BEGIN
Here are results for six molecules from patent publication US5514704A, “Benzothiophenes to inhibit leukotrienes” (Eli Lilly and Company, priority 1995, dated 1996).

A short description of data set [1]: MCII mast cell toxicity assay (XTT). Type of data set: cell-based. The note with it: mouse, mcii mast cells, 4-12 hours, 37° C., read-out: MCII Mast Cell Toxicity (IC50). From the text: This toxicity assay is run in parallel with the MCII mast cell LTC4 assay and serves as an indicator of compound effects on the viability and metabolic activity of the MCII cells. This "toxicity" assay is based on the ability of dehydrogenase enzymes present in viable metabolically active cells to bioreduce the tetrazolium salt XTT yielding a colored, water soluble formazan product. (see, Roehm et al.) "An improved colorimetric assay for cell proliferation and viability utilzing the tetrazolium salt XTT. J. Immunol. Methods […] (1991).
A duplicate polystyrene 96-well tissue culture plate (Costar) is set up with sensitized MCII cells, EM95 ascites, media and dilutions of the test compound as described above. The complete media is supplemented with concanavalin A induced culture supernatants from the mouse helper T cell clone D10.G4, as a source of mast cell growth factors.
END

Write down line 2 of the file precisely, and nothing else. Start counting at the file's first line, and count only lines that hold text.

A short description of data set [1]: MCII mast cell toxicity assay (XTT). Type of data set: cell-based. The note with it: mouse, mcii mast cells, 4-12 hours, 37° C., read-out: MCII Mast Cell Toxicity (IC50). From the text: This toxicity assay is run in parallel with the MCII mast cell LTC4 assay and serves as an indicator of compound effects on the viability and metabolic activity of the MCII cells. This "toxicity" assay is based on the ability of dehydrogenase enzymes present in viable metabolically active cells to bioreduce the tetrazolium salt XTT yielding a colored, water soluble formazan product. (see, Roehm et al.) "An improved colorimetric assay for cell proliferation and viability utilzing the tetrazolium salt XTT. J. Immunol. Methods […] (1991).